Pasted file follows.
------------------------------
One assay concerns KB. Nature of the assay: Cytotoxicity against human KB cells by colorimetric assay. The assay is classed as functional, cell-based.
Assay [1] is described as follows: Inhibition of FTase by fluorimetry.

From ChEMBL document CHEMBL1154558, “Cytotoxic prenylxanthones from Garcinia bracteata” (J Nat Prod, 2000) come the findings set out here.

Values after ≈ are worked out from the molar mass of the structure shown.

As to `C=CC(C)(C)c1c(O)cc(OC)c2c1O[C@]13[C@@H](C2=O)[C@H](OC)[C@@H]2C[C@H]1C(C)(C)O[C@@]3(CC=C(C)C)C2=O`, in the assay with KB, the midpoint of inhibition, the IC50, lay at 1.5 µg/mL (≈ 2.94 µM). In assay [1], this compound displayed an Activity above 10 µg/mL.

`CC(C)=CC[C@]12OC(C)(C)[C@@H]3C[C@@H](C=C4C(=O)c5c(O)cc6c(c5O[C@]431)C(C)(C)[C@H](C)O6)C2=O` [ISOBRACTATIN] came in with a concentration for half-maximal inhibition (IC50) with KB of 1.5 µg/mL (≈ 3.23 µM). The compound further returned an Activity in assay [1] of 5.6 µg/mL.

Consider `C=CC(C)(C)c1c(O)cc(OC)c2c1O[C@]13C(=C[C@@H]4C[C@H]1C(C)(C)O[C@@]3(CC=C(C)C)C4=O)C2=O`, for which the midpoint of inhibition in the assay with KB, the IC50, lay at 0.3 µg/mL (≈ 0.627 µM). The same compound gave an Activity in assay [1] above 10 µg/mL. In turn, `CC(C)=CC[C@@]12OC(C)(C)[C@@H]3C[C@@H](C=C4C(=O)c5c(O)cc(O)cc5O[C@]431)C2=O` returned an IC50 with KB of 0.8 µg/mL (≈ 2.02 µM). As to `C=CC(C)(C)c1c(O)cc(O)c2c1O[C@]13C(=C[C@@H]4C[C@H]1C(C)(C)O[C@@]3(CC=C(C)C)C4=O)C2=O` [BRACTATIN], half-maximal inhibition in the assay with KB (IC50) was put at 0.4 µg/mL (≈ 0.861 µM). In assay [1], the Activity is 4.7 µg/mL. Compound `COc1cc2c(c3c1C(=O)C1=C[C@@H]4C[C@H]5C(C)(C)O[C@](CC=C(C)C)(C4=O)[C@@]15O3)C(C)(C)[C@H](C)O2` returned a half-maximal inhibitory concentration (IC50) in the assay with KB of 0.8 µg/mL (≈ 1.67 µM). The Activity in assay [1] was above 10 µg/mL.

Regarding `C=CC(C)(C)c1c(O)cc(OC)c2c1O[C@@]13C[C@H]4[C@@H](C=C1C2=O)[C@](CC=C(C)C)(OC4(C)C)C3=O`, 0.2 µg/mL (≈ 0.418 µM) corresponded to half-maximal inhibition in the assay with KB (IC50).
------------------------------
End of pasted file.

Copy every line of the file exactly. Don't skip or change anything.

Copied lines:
One assay concerns KB. Nature of the assay: Cytotoxicity against human KB cells by colorimetric assay. The assay is classed as functional, cell-based.
Assay [1] is described as follows: Inhibition of FTase by fluorimetry.

From ChEMBL document CHEMBL1154558, “Cytotoxic prenylxanthones from Garcinia bracteata” (J Nat Prod, 2000) come the findings set out here.

Values after ≈ are worked out from the molar mass of the structure shown.

As to `C=CC(C)(C)c1c(O)cc(OC)c2c1O[C@]13[C@@H](C2=O)[C@H](OC)[C@@H]2C[C@H]1C(C)(C)O[C@@]3(CC=C(C)C)C2=O`, in the assay with KB, the midpoint of inhibition, the IC50, lay at 1.5 µg/mL (≈ 2.94 µM). In assay [1], this compound displayed an Activity above 10 µg/mL.

`CC(C)=CC[C@]12OC(C)(C)[C@@H]3C[C@@H](C=C4C(=O)c5c(O)cc6c(c5O[C@]431)C(C)(C)[C@H](C)O6)C2=O` [ISOBRACTATIN] came in with a concentration for half-maximal inhibition (IC50) with KB of 1.5 µg/mL (≈ 3.23 µM). The compound further returned an Activity in assay [1] of 5.6 µg/mL.

Consider `C=CC(C)(C)c1c(O)cc(OC)c2c1O[C@]13C(=C[C@@H]4C[C@H]1C(C)(C)O[C@@]3(CC=C(C)C)C4=O)C2=O`, for which the midpoint of inhibition in the assay with KB, the IC50, lay at 0.3 µg/mL (≈ 0.627 µM). The same compound gave an Activity in assay [1] above 10 µg/mL. In turn, `CC(C)=CC[C@@]12OC(C)(C)[C@@H]3C[C@@H](C=C4C(=O)c5c(O)cc(O)cc5O[C@]431)C2=O` returned an IC50 with KB of 0.8 µg/mL (≈ 2.02 µM). As to `C=CC(C)(C)c1c(O)cc(O)c2c1O[C@]13C(=C[C@@H]4C[C@H]1C(C)(C)O[C@@]3(CC=C(C)C)C4=O)C2=O` [BRACTATIN], half-maximal inhibition in the assay with KB (IC50) was put at 0.4 µg/mL (≈ 0.861 µM). In assay [1], the Activity is 4.7 µg/mL. Compound `COc1cc2c(c3c1C(=O)C1=C[C@@H]4C[C@H]5C(C)(C)O[C@](CC=C(C)C)(C4=O)[C@@]15O3)C(C)(C)[C@H](C)O2` returned a half-maximal inhibitory concentration (IC50) in the assay with KB of 0.8 µg/mL (≈ 1.67 µM). The Activity in assay [1] was above 10 µg/mL.

Regarding `C=CC(C)(C)c1c(O)cc(OC)c2c1O[C@@]13C[C@H]4[C@@H](C=C1C2=O)[C@](CC=C(C)C)(OC4(C)C)C3=O`, 0.2 µg/mL (≈ 0.418 µM) corresponded to half-maximal inhibition in the assay with KB (IC50).